We’ve entered a new era where the traditional predictors of growth — productivity and efficiency — no longer suffice. Today, customers hold the cards, driving the sales process and how they interact with your brand. If companies truly want to accelerate their business growth, they need to know their customers as people, not transactions, before they can drive deeper engagement.

84% of companies believe that customer engagement will overtake productivity as the primary driver of growth. This means that companies must make the most of the “moments” that occur between the organization and its customers.

Regardless of the channel (email, phone, website, social media), a customer must walk away from any encounter with your company with a better impression than they had before. Positive customer moments drive repeat business. Poor customer moments, at best, drive customers to switch to your competitors; or at worst, lead them to broadcast their dissatisfaction via the social media megaphone.

In order to avoid this, companies have to be “customer-obsessed” of focused specifically on the digital experience your customers have with your brand. The first wave of customer service and CRM technology focused on automating customers and providing a single view of customers — in some ways reducing them to transactions. But the new wave of customer experience and digital disruption has pushed the process full circle, to the point where technology must now enable a personal, direct connection.

But switching from a transaction-based culture to a customer-obsessed one is no easy task. The best way to change is to pinpoint where you’re falling short. Here are a several signs that your company is mired in a transaction-based mentality:

  1. You think your customer service department owns the customer relationship. In reality, no one department “owns” the customer. Organizations need to reorganize around the idea that all employees share ownership of a series of customer moments. With each customer interaction, or moment, customers are forming an opinion about your brand, and companies need to capitalize on those moments to create satisfaction and further engagement.
  1. Your customers contact you only to be transferred between a series of reps. When you transfer customers you’re essentially exposing your departmental silos. This means that you don’t have a single view of your customer and your contact queues are determined by your organization setup rather than customer needs. Customer information and knowledge transfer must flow freely across departments to serve customers in the moment. Otherwise you may lose them.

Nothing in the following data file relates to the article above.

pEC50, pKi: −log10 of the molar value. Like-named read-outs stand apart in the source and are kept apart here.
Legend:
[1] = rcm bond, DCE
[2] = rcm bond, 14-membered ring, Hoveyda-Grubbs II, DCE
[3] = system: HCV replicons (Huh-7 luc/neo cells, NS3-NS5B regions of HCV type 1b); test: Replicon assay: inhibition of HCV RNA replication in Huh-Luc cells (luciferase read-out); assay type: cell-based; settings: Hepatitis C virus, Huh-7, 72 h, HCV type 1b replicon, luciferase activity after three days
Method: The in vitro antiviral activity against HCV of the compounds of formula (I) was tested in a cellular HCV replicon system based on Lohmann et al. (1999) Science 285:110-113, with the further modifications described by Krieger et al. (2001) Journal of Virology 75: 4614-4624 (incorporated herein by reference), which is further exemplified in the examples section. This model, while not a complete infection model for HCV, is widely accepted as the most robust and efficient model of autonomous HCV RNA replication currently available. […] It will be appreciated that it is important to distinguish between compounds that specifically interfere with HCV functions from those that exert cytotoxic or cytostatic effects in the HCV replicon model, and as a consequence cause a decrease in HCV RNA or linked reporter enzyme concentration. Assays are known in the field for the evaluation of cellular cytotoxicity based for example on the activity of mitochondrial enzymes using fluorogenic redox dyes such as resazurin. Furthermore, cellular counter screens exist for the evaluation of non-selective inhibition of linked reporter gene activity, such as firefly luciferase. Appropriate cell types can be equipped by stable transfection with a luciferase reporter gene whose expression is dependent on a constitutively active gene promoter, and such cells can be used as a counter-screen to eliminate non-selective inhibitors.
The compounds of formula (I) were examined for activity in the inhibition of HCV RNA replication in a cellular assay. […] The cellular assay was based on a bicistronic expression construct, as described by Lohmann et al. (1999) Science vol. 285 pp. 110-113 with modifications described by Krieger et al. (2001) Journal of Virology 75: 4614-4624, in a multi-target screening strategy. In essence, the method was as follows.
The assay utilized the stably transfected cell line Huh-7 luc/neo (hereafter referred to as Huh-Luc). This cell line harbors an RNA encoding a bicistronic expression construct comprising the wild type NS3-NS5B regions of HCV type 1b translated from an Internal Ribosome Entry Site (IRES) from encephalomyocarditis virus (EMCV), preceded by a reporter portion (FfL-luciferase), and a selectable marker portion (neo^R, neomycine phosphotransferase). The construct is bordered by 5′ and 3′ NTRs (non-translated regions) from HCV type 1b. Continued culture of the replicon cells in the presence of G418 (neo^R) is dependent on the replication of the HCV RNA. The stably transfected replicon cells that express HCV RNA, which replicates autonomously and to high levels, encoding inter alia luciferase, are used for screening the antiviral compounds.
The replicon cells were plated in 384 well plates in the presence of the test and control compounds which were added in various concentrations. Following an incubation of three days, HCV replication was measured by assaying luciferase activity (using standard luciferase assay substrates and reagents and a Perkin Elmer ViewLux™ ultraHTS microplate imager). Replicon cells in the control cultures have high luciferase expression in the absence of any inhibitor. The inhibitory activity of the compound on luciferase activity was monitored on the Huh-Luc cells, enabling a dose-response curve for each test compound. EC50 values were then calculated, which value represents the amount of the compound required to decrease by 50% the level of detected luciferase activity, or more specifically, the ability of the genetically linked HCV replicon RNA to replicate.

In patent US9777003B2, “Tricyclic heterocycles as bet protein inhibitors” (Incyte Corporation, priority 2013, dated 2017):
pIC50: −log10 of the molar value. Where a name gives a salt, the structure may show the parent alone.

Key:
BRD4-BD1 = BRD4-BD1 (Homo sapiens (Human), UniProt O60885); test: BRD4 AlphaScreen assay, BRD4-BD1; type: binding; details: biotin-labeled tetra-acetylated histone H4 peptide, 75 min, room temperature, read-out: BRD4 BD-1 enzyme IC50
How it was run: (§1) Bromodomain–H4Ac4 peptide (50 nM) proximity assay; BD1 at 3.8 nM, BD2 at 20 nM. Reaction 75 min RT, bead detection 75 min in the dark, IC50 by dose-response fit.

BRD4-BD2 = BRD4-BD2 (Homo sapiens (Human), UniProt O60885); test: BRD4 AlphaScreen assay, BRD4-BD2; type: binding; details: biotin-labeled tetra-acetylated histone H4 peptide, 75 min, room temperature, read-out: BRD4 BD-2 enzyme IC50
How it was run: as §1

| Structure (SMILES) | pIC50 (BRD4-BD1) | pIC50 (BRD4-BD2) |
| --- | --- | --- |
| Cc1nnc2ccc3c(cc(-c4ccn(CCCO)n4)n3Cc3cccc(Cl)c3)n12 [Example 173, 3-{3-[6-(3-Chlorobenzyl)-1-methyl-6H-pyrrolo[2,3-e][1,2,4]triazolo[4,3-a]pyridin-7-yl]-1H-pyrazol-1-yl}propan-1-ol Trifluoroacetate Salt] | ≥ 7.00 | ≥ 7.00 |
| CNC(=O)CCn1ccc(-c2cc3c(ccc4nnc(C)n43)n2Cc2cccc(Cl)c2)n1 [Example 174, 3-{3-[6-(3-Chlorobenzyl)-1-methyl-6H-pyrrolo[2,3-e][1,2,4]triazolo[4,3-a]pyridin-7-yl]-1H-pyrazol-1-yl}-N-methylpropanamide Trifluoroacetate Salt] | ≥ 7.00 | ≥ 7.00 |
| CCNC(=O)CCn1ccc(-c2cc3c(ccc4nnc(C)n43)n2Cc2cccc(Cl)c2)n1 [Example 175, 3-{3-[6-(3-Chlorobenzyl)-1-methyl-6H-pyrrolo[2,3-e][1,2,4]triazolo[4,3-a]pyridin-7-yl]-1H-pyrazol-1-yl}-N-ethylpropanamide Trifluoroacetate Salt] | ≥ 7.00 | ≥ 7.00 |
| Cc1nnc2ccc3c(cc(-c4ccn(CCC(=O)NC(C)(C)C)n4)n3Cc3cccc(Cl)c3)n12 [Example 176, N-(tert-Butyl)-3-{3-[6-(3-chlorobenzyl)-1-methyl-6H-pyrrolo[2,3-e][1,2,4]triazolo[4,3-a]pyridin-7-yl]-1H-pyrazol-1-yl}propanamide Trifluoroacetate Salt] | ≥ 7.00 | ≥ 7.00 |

1. Your customers are giving you their information multiple times. If you’re making your customers provide account or other information more than once, it’s a sign of a non-collaborative environment. In a transactional environment, employees only exchange the minimum of customer information. There is no hand-off or collaboration point, so that your customers are frequently forced to repeat information that another department already collected. It means that your employees aren’t empowered with processes and tools to collaborate on customers’ needs quickly and efficiently — sales, product experts, marketing, customer service and other departments are keeping information to themselves.
  1. Your employees aren’t using mobile technology to engage customers.If you’re assuming that your customer interactions are only going to occur when employees are at their desks, you’re assuming that your customer will meet you on your terms. They won’t — they’ll meet you on their terms, and this may very well involve interacting with employees when they are out of their office. Therefore, they need to be able access the right information not only any time, but anywhere.
  1. You’re not responding to your customers on their channel of choice. If customers are able to communicate with you through the channel of their choosing – texting, social media, online chat, etc., the conversation will almost assuredly go better than if they’re forced to communicate another way. If your grandmother likes phone calls, do you force her to chat online or send an email? Of course not. Moreover, making customers go through your channels rather than theirs indicates inflexibility, another symptom of a siloed, transaction-based organization.
  1. You’re unaware of what customers are saying about your brand on social media. You may not be monitoring your brand on social channels, but your customers and prospects are. If you’re not, it’s a sign that you’re not thinking of them beyond the exchange of goods and services. All businesses, regardless of industry or size, are digital. Ignoring this new reality will result in a negative impact to your business.
  1. You aren’t measuring customer satisfaction and engagement. If you’re not proactively measuring and acting on the feedback of customers, it’s extremely unlikely that your company culture is concerned about building repeat business and lasting customer relationships. Customer engagement methodologies such as Net Promoter Score (NPS) and customer satisfaction surveys help focus your company around the idea that customers are Promoters, Passives, or Detractors. Customer relationships, like all relationships take work, and if you’re not giving your customer relationships attention they need and proactively working to earn your customer’s loyalty, your business will suffer.

Transaction-based companies are rigid and bureaucratic in nature. Customer-obsessed companies are agile and able to make quick changes necessary to remain engaged with customers. Customer-obsessed organizations look at their businesses differently, through the eyes of their customers. They then align their technology, processes, and employees around a culture that works tirelessly to produce the extraordinary customer moments that have the power to transform your business.